What his fans didn’t know at the time was that, as he recovered in Woodstock, Dylan, in 1967—the year of Sgt. Pepper, Hendrix, Monterey Pop and the like—was entering a prolific songwriting stage, turning out dozens of songs (among them “The Mighty Quinn” and “I Shall be Released”) and recording them informally in a house known as Big Pink. Those sessions, later dubbed the “Basement Tapes,” with accompaniment from the musicians who would become known as The Band, remained officially unreleased for years, although they leaked fairly early on bootlegs.

Although his live appearances were few in the years following the crash—the most notable taking place at the 1969 Isle of Wight festival in England and at George Harrison’s Concert for Bangla Desh in ’71, Dylan eventually made his way back to the stage with a momentous 1974 tour with The Band. He’s rarely stopped playing or recording since.

If you’re a new Best Classic Bands reader, we’d be grateful if you would Like our Facebook page and/or bookmark our Home page.

Jeff Tamarkin

Jeff Tamarkin

Best Classic Bands Editor Jeff Tamarkin has been one of the most respected and prolific music journalists in the country for some four decades. He was editor of Goldmine for 15 years, the first editor of CMJ and Grateful Dead Comix, and an editor of Relix magazine. He has written for dozens of publications including Billboard, Newsweek, Playbill, Creem, Mojo, Newsday, New York Daily News JazzTimes and others, and has contributed to the Guinness Encyclopedia of Popular Music and All-Music Guide. He has written the liner notes for more than 80 CDs, including most of the Jefferson Airplane catalog as well as the Beach Boys, Merle Haggard, Tom Jones, Chubby Checker, Al Kooper and the J. Geils Band.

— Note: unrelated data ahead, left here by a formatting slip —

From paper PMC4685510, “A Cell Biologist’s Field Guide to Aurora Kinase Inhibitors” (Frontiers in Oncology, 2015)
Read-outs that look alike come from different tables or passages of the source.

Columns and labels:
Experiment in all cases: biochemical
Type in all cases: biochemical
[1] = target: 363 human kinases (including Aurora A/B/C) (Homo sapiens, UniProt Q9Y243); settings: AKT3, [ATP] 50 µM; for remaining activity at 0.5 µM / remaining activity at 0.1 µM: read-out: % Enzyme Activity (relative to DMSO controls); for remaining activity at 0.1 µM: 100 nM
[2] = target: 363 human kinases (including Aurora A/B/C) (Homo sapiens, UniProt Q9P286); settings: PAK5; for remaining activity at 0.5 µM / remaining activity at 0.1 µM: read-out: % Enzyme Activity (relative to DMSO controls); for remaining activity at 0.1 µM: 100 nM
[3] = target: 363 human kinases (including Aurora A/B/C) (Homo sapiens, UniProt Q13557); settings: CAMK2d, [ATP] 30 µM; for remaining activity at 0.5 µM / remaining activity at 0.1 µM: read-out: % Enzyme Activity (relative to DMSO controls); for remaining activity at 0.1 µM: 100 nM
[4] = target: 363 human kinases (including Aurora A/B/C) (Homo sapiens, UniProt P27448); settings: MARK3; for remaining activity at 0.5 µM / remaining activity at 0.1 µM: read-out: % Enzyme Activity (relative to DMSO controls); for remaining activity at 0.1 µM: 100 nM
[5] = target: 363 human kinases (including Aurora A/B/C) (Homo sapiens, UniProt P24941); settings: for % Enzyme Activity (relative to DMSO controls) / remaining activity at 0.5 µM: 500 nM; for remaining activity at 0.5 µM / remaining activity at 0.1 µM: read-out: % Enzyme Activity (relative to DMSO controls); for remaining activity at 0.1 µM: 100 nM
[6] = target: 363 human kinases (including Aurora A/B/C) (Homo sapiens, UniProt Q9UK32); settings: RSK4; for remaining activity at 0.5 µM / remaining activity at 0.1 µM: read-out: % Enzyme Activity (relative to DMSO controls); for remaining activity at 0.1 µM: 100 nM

Jeff has also served on the Nominating Committee of the Rock and Roll Hall of Fame and as a consultant to the Grammys. As a consultant to the Music Club CD label, he assisted in releasing over 180 reissues and compilations, in styles ranging from jazz to country to pop. His first book was Got a Revolution! The Turbulent Flight of Jefferson Airplane (published in June 2003) – the first biography of this legendary San Francisco band written with the cooperation of all of the band members. He is also the co-author of Shell Shocked: My Life with the Turtles, Flo and Eddie, and Frank Zappa, etc, with Howard Kaylan. From 2002 to 2006 Jeff was the editor of Global Rhythm, the leading magazine for world music and global culture. He was the Associate Editor of JazzTimes from 2008-16. He lives in Hoboken, NJ, with his wife, the novelist and Boston Globe book columnist Caroline Leavitt. Their son, Max, is a theater major at Pace University in New York.
Jeff Tamarkin
Share This:

No Comments so far

Jump into a conversation

No Comments Yet!

You can be the one to start a conversation.

Your data will be safe!Your e-mail address will not be published. Also other data will not be shared with third person.